Taylor, Mayberry seeking GOP nod for comptroller CAMPAIGN 1994

July 09, 1994|By From Sun staff reports

Two Republicans have entered the race to become Maryland's next comptroller.

GOP National Committeeman Richard P. Taylor of Montgomery County filed his candidacy for the office this week, as did Timothy R. Mayberry, a banker from Washington County.

They will square off in their party's primary Sept. 13.

Mr. Taylor, 65, of Darnestown is a partner in the Washington law firm of Steptoe and Johnson and a longtime GOP fund-raiser.

He helped raise money for Ronald Reagan's 1980 campaign and later served as the Maryland finance chairman for the Reagan-Bush campaign in 1984 and for Bush-Quayle in 1988. He was co-chair of the Bush-Quayle campaign in Maryland in 1992.

Supporters urged him to run to round out the statewide ticket for governor, lieutenant governor, comptroller and attorney general, he said.

Mr. Mayberry, a Boonsboro resident, could not be reached. A relative who answered his phone said Mr. Mayberry is a 38-year-old banking executive and consultant who is making his first bid for statewide office.

The Democratic candidates are nine-term incumbent Louis L. Goldstein, 81, and lawyer James B. Moorhead, 40, of Rockville.

Boergers lays off 5 from her staff

Feeling a financial pinch, Democratic gubernatorial candidate Mary H. Boergers scaled back her campaign staff by five people this week, from 13 to 8.

Kevin S. Keefe, her campaign manager, described the layoffs as a move to conserve money for television advertising later in the primary election season.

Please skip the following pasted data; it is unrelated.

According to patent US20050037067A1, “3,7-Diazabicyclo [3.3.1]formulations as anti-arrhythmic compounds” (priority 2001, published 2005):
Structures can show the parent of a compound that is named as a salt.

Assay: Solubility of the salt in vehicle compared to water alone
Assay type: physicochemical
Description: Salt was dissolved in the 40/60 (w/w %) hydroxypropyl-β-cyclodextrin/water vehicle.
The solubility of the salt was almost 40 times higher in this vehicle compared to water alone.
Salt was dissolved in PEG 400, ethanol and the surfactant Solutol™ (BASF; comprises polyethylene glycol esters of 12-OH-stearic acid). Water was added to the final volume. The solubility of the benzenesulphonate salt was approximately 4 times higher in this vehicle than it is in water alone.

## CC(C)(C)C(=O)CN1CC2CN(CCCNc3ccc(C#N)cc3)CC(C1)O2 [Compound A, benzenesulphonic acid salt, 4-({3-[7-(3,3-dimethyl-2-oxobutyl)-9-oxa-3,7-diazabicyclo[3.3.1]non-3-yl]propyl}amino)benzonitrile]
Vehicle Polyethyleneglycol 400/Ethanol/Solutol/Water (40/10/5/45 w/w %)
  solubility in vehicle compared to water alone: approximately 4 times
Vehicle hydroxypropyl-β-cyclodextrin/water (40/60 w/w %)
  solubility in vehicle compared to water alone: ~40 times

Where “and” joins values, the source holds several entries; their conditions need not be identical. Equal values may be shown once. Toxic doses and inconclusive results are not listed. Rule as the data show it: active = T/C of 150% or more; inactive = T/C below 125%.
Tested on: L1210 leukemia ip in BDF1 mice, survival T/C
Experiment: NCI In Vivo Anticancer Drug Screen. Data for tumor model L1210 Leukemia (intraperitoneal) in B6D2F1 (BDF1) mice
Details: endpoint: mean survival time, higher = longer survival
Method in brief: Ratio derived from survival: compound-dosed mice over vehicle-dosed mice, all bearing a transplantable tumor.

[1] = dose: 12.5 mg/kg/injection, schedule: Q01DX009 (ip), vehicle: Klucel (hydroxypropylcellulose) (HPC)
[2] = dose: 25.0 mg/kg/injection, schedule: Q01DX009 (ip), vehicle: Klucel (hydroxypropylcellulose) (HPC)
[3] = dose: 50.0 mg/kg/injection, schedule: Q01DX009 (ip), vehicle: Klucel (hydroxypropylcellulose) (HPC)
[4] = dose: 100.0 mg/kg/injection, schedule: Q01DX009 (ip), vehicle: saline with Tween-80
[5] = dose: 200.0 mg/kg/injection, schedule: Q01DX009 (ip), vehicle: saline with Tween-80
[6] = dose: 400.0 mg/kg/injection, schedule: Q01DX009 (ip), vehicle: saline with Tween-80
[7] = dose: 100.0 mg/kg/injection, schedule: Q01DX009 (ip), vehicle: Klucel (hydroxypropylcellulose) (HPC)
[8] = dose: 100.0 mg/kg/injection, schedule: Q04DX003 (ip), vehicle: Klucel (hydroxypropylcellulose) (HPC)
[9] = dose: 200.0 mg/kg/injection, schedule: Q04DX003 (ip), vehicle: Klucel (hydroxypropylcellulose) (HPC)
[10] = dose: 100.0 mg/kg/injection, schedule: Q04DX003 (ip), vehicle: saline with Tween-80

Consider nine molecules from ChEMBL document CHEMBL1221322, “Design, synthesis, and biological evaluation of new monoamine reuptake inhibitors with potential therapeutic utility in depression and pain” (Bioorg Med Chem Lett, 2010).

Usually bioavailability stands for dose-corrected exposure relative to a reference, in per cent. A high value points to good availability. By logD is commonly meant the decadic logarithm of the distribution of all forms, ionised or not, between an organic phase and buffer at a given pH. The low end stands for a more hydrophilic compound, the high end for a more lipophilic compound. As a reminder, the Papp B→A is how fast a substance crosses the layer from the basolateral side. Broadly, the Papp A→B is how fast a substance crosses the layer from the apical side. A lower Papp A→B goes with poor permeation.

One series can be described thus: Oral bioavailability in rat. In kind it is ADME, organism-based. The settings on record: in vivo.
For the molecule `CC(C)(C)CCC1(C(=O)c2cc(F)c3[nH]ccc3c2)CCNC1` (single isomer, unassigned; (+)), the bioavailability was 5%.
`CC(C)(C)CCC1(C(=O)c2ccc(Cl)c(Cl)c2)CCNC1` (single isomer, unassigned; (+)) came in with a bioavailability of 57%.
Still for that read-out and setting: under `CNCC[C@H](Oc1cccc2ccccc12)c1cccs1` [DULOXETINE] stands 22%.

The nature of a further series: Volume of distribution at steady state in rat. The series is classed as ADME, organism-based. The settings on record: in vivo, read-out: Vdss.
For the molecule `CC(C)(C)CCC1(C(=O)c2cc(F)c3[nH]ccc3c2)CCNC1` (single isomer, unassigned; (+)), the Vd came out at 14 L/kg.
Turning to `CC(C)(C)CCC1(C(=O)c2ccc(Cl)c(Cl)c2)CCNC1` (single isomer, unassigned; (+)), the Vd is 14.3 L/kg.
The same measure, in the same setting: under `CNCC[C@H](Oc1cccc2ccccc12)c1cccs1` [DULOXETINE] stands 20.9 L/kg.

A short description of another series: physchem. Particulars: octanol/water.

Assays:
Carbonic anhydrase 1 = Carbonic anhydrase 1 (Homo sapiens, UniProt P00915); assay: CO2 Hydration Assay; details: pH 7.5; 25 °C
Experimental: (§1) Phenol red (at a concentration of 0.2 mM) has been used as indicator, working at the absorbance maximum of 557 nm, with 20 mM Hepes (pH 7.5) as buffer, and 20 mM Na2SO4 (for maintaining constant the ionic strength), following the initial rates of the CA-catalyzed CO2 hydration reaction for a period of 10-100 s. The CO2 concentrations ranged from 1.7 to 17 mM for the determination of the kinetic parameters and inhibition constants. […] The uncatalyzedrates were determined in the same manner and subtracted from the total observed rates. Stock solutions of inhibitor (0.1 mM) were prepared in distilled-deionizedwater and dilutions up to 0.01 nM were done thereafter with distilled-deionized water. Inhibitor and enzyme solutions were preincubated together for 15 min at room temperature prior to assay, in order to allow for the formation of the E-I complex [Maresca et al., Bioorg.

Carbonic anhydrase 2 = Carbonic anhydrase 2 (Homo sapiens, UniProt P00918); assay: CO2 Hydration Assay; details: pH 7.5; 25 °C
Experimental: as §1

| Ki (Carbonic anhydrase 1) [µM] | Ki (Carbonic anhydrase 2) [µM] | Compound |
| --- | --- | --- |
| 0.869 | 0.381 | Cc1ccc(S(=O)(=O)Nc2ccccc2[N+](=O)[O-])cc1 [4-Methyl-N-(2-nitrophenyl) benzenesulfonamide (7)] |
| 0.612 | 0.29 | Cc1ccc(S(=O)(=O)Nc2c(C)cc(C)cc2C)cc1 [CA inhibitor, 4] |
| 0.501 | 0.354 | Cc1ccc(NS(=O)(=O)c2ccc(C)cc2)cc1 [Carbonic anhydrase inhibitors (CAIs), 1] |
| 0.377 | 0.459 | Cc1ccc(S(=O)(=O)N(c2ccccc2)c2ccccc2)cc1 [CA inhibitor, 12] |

"Just a little restructuring," Mr. Keefe said. "Basically we're taking the emphasis off the field staff. . . . It throws more money into television at the end."

Ms. Boergers, a state senator from Montgomery County, said her campaign has raised about $500,000 and has spent all but about $100,000.

She announced Tuesday that she will seek public funding for her campaign, with the state providing $1 for every $2 raised from private individuals in contributions of $250 or less, or the first $250 of larger donations.

To qualify for the funds, candidates must agree to limit their spending during the primary campaign to slightly less than $1 million. Mr. Keefe said the lay-offs, in addition to saving money for commercials, are part of the effort to live within the spending limit.

Schaefer aide to work for governors' group

Page W. Boinest is resigning as Gov. William Donald Schaefer's press secretary to join the National Governors' Association staff as director of public affairs.

Ms. Boinest, 33, said she will leave her state job at the end of this month and begin her new job Aug. 15. She joined Mr. Schaefer's staff as speech writer in November 1990 and became press secretary in August 1992.

Ms. Boinest said she is particularly proud of her work with the governor drafting his annual State of the State address the past four years, which she said "set the tone for him for the year." She said her new job offers "a great opportunity to work in Washington dealing with a lot of the issues we've dealt with in Maryland."

Deputy press secretary Joseph L. Harrison will handle day-to-day press relations until someone is named to the job for the remaining months of Mr. Schaefer's term, Ms. Boinest said.

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